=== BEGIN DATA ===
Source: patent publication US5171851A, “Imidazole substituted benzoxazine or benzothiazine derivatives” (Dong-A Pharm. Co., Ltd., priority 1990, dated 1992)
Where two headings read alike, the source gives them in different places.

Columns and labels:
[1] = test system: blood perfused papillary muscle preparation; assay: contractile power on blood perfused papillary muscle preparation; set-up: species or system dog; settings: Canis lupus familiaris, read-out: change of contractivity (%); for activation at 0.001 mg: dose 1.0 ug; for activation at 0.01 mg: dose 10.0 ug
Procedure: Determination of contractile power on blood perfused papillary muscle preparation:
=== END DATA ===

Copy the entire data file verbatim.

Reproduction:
Source: patent publication US5171851A, “Imidazole substituted benzoxazine or benzothiazine derivatives” (Dong-A Pharm. Co., Ltd., priority 1990, dated 1992)
Where two headings read alike, the source gives them in different places.

Columns and labels:
[1] = test system: blood perfused papillary muscle preparation; assay: contractile power on blood perfused papillary muscle preparation; set-up: species or system dog; settings: Canis lupus familiaris, read-out: change of contractivity (%); for activation at 0.001 mg: dose 1.0 ug; for activation at 0.01 mg: dose 10.0 ug
Procedure: Determination of contractile power on blood perfused papillary muscle preparation: